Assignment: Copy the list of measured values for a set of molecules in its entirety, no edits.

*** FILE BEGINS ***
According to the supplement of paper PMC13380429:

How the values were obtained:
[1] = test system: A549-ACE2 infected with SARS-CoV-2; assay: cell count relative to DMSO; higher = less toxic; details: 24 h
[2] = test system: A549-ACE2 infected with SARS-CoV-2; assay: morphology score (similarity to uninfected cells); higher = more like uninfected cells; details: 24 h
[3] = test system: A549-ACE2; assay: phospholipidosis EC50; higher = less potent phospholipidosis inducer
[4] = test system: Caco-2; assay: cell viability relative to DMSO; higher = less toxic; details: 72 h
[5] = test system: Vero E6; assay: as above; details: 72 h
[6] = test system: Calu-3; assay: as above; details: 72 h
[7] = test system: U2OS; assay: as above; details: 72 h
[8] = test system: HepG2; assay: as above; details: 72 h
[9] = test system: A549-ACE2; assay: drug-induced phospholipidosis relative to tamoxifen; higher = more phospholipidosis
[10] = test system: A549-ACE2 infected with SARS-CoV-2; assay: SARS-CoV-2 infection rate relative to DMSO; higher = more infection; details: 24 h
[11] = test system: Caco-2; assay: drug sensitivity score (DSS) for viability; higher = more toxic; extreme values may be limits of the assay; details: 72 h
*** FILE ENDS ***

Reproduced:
According to the supplement of paper PMC13380429:

How the values were obtained:
[1] = test system: A549-ACE2 infected with SARS-CoV-2; assay: cell count relative to DMSO; higher = less toxic; details: 24 h
[2] = test system: A549-ACE2 infected with SARS-CoV-2; assay: morphology score (similarity to uninfected cells); higher = more like uninfected cells; details: 24 h
[3] = test system: A549-ACE2; assay: phospholipidosis EC50; higher = less potent phospholipidosis inducer
[4] = test system: Caco-2; assay: cell viability relative to DMSO; higher = less toxic; details: 72 h
[5] = test system: Vero E6; assay: as above; details: 72 h
[6] = test system: Calu-3; assay: as above; details: 72 h
[7] = test system: U2OS; assay: as above; details: 72 h
[8] = test system: HepG2; assay: as above; details: 72 h
[9] = test system: A549-ACE2; assay: drug-induced phospholipidosis relative to tamoxifen; higher = more phospholipidosis
[10] = test system: A549-ACE2 infected with SARS-CoV-2; assay: SARS-CoV-2 infection rate relative to DMSO; higher = more infection; details: 24 h
[11] = test system: Caco-2; assay: drug sensitivity score (DSS) for viability; higher = more toxic; extreme values may be limits of the assay; details: 72 h